I used to own a pair of Amazon Echo Dots. I greatly enjoyed being able to ask trivia questions, check on the weather, listen to podcasts and movies, and turn appliances on & off without having to touch a keyboard. And what Star Trek fan wouldn’t get a thrill out of saying “Computer!” and getting a prompt response?
Sad to say, the thrill wore off, and I was better able to contemplate how creepy it is to install a corporate spying device in one’s home. Not only did Alexa compile more data about me every time I spoke to “her,” but by design “she” was listening to me all the time. I’m sure Jeff Bezos would say that he has no plans to eavesdrop on his customers, but what’s to stop him? And once that microphone is in your bedroom, what’s to stop other players from making use of it? Anything can be hacked.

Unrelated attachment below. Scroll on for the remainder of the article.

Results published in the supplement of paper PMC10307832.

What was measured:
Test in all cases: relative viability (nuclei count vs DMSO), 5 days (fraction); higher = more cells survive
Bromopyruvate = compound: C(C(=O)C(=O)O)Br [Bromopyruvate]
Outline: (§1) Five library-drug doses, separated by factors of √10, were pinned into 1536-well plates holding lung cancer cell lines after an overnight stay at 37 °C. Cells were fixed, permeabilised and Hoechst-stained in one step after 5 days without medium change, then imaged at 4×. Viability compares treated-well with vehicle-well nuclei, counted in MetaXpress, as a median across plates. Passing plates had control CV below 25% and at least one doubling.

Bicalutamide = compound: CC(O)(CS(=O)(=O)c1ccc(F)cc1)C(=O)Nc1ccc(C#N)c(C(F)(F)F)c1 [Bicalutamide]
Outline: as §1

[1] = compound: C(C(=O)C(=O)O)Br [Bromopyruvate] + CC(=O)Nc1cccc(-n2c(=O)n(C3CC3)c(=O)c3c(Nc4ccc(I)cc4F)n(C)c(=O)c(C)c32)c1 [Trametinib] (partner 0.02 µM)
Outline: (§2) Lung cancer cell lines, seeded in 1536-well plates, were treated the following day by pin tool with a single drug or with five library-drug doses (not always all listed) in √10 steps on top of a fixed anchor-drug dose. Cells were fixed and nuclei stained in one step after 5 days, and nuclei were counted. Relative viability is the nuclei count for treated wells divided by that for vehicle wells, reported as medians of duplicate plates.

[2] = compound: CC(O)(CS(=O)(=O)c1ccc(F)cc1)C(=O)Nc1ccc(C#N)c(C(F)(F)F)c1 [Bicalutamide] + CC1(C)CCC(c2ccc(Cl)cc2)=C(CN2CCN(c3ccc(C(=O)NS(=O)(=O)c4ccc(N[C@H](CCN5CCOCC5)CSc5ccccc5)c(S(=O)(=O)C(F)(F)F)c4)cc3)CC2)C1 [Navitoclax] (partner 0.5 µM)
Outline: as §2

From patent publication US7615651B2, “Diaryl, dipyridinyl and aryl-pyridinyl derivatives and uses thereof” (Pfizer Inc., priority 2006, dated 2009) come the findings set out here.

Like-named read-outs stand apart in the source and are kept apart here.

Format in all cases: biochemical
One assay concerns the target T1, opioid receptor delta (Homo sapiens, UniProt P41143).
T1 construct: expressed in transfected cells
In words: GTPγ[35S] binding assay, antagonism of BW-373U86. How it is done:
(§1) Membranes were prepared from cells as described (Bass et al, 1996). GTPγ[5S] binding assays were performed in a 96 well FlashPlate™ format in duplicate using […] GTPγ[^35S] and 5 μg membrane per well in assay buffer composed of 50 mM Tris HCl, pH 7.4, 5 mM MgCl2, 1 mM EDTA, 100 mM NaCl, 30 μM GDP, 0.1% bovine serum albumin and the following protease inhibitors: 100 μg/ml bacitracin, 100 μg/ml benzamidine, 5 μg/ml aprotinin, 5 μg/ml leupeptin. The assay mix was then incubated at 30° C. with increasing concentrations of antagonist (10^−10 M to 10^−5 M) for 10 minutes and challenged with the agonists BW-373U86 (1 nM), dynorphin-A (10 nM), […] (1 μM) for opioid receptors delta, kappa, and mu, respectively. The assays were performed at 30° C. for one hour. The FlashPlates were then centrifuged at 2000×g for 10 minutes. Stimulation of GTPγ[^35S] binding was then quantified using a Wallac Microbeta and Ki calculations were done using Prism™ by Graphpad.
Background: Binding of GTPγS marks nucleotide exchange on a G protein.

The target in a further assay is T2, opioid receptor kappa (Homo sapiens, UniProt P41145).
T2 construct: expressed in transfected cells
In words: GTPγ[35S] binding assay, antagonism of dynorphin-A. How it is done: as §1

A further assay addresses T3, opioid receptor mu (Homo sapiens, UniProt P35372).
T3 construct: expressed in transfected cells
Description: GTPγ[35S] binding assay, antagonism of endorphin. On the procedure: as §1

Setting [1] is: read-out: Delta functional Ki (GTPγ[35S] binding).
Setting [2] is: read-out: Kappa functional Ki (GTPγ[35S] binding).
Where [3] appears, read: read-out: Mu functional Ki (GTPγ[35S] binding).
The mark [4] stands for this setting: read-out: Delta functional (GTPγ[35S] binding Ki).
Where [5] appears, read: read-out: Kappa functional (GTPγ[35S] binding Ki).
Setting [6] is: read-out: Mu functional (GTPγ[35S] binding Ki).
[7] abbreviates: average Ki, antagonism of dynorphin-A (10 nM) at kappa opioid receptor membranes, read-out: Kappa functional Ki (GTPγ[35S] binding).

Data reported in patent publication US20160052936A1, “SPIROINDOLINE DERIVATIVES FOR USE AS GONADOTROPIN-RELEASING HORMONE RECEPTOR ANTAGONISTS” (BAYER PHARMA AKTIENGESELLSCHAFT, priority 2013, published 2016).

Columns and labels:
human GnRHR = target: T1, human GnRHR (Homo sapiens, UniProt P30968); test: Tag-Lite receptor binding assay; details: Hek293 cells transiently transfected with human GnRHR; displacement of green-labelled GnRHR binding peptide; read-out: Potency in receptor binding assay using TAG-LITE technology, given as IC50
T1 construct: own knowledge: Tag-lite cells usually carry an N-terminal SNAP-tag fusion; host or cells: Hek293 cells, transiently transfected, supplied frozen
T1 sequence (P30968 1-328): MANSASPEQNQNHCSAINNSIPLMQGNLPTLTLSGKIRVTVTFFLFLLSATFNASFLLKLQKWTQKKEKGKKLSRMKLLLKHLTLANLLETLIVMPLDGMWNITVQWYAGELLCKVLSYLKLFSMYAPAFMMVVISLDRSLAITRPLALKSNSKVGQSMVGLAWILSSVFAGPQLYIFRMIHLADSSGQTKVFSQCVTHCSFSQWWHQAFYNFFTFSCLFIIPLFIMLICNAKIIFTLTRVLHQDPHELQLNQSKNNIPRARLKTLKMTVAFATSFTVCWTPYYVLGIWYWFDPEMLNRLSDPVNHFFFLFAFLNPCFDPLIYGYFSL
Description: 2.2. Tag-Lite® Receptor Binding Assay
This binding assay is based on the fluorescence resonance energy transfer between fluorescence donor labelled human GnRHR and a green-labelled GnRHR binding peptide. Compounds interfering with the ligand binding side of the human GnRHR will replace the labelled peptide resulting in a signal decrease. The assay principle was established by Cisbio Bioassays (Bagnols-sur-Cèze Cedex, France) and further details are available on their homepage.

I put my Echo Dots up for sale on eBay after Amazon Key was unveiled. Now the company wanted to put a camera in my apartment and assume control of the lock on my door. It’ll be convenient, Amazon said. You won’t have to be home to receive your packages. You’ll be able to let friends into your place without going home.
This was an especially startling example of the trade tech companies have encouraged us to make for years: if you give up a little bit of your privacy, we’ll make your life a little more convenient. They’ve convinced us to make this trade so many times by now that Amazon thinks it can get away with asking for the keys to your home.
Sorry, Bezos. To get a key to my home, you’d have to be my live-in girlfriend, and neither one of us would enjoy that in the least.